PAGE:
There was heavy thunder and lightning overhead....
.....yet bright low lying clouds in the distance. It was only a short time before it would rain but I decided to try this one anyway. I snuck in the last brush stroke just as the first drop of a deluge began to fall. I hid in a doorway watching the water run down the old cobblestone streets, washing them clean.
I call this kind of thing 'painting with a pen' although I do use markers and some gouache on a brush plus a white pen. All of my drawings begin with mentally picturing what it will look like on the page. Then I figure out what is the simplest thing I can find that will form a structure for the rest of the drawing.
This one began like this:
1. The top of the building....that narrow cornice outlined in dotted red....was the easiest thing to figure out. I carefully thought through the size, picturing how it would look with the rest of the page. To aid the composition it was placed just to the right of middle. A couple of short lines came down from that small rectangle to set up for the next step.
2. Then the sloping roof line (dotted blue) was done in the same thoughtful way. The angles and lengths were slight different so I was careful to get it right. Once the angle and length was in I could draw the overhang.
3. Lastly, the height on the right side of the the building was placed (dotted yellow). This was twice as tricky because the pharmacist who ran the shop I was sitting in front of parked her car right in front of me. Getting it correct involved peering around, over and through the windows. Fortunately she drove away soon.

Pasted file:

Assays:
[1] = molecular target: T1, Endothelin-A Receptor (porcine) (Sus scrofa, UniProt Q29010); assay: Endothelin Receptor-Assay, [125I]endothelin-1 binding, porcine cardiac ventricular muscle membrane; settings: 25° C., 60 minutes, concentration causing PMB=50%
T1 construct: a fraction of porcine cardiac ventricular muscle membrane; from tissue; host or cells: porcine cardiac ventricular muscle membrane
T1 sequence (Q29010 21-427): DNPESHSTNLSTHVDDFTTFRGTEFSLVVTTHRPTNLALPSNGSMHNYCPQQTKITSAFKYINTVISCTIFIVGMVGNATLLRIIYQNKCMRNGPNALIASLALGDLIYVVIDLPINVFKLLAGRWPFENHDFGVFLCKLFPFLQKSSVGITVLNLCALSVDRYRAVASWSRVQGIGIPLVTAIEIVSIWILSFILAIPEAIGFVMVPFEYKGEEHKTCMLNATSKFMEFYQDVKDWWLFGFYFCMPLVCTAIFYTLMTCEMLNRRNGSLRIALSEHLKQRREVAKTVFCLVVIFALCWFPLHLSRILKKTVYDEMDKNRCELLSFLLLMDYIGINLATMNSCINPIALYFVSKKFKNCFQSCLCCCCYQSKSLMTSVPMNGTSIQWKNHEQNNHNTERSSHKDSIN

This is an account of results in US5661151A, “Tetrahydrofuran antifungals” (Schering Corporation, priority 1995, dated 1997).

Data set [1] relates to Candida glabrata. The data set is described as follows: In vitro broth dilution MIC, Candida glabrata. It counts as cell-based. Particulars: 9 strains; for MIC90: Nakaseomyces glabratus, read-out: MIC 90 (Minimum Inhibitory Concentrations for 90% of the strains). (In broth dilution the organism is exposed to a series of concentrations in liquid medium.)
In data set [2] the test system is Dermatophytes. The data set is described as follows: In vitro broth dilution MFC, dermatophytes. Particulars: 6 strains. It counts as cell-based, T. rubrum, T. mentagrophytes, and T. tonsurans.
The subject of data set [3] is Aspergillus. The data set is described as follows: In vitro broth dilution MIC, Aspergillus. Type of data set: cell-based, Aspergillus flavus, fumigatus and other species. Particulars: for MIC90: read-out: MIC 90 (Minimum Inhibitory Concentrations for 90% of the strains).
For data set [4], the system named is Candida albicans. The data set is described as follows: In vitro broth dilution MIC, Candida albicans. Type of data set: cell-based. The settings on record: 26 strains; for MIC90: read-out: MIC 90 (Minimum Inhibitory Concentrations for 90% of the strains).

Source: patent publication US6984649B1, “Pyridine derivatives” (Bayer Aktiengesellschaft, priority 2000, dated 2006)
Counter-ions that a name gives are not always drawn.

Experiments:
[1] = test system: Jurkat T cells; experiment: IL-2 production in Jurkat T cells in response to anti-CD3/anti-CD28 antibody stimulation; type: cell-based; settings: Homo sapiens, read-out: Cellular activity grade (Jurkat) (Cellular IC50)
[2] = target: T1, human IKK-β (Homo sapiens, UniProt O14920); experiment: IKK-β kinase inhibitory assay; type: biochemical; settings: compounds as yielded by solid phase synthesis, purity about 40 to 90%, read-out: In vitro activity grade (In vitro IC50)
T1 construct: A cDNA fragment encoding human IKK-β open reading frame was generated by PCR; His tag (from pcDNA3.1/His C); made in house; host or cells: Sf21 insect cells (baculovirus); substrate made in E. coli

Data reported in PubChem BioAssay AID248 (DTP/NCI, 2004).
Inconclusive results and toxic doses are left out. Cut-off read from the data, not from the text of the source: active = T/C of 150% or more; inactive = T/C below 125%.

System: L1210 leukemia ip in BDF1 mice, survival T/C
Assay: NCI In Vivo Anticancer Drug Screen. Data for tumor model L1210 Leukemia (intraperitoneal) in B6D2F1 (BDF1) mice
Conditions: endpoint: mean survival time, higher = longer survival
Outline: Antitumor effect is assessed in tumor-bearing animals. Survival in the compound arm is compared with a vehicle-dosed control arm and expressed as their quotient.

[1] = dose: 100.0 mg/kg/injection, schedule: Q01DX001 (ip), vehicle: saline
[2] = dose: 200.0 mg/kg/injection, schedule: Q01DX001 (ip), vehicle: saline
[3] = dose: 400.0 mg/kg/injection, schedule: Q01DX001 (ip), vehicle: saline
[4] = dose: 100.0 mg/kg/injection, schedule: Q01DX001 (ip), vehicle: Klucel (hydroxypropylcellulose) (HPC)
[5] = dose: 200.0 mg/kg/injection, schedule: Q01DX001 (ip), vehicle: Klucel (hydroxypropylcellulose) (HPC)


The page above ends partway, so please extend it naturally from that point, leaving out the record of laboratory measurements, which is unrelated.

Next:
After that, everything else could be determined by seeing where it lined up and intersected with what I had down. The background building to the right, for example, neatly tucked in under, but not touching, the eave of what I had just done. Kind of like TinkerToys after that basic structure was in.
You will notice that there is no pencil 'sketch in' before the ink pen. There really isn't any reason not to....I just like the concentration and challenge of putting it down finished from the start. I make mistakes but they generally get covered up. Notice how that small bush in the foreground is drawn right over the rectangular box. I like that stuff. It says I'm not a robot.
Adding the gouache: I save the straight white paint for the areas that can draw me into the painting. You know, darkest dark against lightest light, detail against calm. That is used sparingly. Most of the gouache is diluted with water to varying degrees. It always looks intense when first put on but softens a lot as it drys. Small white accents are done with the white pen.
Tools: An extra fine point Sharpie permanent pen, a few gray scale markers, some white gouache with a half inch brush, a white ink pen and a plastic cup with water for cleaning and another one cut off for a 'palette'. Also a bottle of drinking water. The toned paper I got at a store....it may have been WMart but don't tell anyone. Fifty sheets for about three dollars.
Here are some more of the drawings from the Italy trip. It became easier and more productive to do drawings rather than paint, although I'll begin posting the paintings I got done in a few days. In the first one you can see some of my color notes in the margin for doing a painting later. More on that in a week or so.
Just Keep Drawing.....